The Prowler hull is a triform design, which gives good primary and secondary stability. It combines a beamy mid section and long centre keel design that provides primary stability with a U shaped exterior with round shoulders for secondary stability. The keel helps it track straight. In conjunction with the rudder it does a very good job of keeping the kayak on track when the wind is against you. Another good feature of the hull are the flared V bow and stern. This is very useful for riding the waves, especially during a surf launch, since it allows the bow to ride over the wave nice and high rather than punching straight into it and sending the force of the wave over the top of the bow. I've done some big surf launches and landings on the Prowler and had no problems. One last point about the hull shape is that it produces a very quiet ride with very little hull slap, which will come in handy when you want to sneak up on some fish.
The seating position is comfortable for a whole day of paddling, though the standard seat may give you a bit of a numb bum after that amount of time in the saddle. There are a number of different seats you can get with more luxurious padding to fit the Prowler if this becomes a problem.
The rudder is raised and lowered by a rope pulley on the starboard side. The rudder is well constructed with a metal blade and fittings and steel wire to the adjustable foot controls for steering.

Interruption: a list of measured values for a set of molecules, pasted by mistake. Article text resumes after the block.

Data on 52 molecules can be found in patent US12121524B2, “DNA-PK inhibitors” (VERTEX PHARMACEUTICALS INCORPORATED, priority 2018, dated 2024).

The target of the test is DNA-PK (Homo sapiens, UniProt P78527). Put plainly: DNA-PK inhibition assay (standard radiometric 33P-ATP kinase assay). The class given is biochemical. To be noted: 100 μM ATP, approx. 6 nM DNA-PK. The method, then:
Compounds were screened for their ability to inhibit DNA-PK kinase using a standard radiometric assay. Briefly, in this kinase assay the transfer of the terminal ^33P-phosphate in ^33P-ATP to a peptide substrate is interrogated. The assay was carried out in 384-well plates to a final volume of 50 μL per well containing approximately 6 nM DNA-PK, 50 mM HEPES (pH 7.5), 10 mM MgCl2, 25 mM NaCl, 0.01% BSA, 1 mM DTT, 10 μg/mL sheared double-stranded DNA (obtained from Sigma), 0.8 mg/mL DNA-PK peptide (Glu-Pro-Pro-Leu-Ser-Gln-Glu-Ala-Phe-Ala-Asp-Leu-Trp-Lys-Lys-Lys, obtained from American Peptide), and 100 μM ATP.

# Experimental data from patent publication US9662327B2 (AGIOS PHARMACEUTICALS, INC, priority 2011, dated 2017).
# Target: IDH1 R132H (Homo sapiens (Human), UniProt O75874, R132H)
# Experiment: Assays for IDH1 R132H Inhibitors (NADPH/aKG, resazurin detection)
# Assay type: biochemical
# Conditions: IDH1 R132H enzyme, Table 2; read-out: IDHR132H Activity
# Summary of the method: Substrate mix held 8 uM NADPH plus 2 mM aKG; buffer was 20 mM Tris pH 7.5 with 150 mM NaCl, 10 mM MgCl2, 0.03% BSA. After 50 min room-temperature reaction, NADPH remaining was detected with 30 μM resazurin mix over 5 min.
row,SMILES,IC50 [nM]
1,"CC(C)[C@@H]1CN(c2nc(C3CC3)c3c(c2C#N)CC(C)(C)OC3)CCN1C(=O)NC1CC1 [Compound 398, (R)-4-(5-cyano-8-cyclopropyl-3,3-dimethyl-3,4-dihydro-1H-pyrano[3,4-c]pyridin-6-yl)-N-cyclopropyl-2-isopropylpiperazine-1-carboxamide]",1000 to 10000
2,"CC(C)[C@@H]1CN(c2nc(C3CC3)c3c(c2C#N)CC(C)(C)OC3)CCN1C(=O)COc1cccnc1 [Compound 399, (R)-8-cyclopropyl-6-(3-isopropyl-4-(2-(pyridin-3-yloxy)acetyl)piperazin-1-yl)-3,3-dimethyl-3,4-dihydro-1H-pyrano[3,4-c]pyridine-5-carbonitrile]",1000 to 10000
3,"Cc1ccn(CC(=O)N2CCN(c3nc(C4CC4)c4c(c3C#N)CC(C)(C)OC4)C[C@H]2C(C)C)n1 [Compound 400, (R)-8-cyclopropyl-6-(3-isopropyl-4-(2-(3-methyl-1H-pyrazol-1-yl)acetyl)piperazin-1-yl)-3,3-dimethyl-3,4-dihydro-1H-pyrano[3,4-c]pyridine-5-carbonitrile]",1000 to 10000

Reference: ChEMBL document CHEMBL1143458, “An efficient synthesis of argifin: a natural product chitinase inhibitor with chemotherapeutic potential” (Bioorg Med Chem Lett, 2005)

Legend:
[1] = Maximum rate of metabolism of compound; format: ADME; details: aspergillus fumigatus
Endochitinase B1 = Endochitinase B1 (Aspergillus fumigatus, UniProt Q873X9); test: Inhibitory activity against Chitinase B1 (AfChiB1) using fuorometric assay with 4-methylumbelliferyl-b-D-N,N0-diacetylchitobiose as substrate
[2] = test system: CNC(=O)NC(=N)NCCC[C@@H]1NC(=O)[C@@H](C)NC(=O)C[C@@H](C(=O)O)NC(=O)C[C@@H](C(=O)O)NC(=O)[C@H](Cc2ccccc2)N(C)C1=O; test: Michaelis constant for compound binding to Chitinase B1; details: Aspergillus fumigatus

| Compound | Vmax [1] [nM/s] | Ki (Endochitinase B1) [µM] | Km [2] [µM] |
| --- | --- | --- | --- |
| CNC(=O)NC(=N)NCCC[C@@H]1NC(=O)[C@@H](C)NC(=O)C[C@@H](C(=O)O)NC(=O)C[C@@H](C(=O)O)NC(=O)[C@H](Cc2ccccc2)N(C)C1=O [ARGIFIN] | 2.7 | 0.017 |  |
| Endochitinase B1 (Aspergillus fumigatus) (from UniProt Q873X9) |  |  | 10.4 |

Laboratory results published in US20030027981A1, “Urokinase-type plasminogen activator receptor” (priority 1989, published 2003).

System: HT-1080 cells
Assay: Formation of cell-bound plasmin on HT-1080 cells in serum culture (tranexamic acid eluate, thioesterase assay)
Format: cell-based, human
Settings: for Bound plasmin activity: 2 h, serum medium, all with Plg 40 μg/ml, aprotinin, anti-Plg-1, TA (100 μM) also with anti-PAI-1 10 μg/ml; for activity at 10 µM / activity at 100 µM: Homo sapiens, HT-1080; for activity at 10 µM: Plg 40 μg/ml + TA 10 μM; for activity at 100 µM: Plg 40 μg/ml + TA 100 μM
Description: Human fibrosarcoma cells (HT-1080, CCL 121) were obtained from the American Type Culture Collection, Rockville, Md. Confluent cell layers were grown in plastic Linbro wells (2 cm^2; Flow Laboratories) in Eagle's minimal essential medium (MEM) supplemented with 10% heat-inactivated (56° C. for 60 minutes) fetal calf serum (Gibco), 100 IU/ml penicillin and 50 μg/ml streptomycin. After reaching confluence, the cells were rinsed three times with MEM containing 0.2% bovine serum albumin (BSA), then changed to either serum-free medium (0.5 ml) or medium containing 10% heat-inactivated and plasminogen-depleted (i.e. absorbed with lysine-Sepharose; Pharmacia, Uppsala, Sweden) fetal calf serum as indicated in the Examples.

There's enough room in the cockpit to allow larger paddlers around six foot to fit in comfortably. With a weight carrying capacity of 180kg, it's certainly specked high enough to carry those on the larger side. Although the Prowler 4.5 may be a better fit for larger paddlers.
The layout of the deck works well for the angler. It's easy to reach the rods and your tackle behind you. Though if you need to get at something back a bit further in the large tank well you are best off sitting side-saddle to reach it. The numerous deck loops are handy for attaching your gear so you don't lose it overboard. There are four screw lugs ready to take a Scotty rod holder at the front of the cockpit, and there is enough room to drill and screw other extras such as another rod holder or a GPS holder.
Is it the perfect fishing kayak? Well if you're after an all rounder that is okay in rivers and lakes as well as the choppy seas then it gets a tick. If you are after something more dedicated such as an ocean going tourer then you'll want something a bit longer like a Prowler 4.5 Elite or a Hobie Adventure. The Prowler 13 is an all rounder, and if your fishing takes place in all sorts of waters chasing all sorts of species then it's worth a serious look.

Craig Vertigan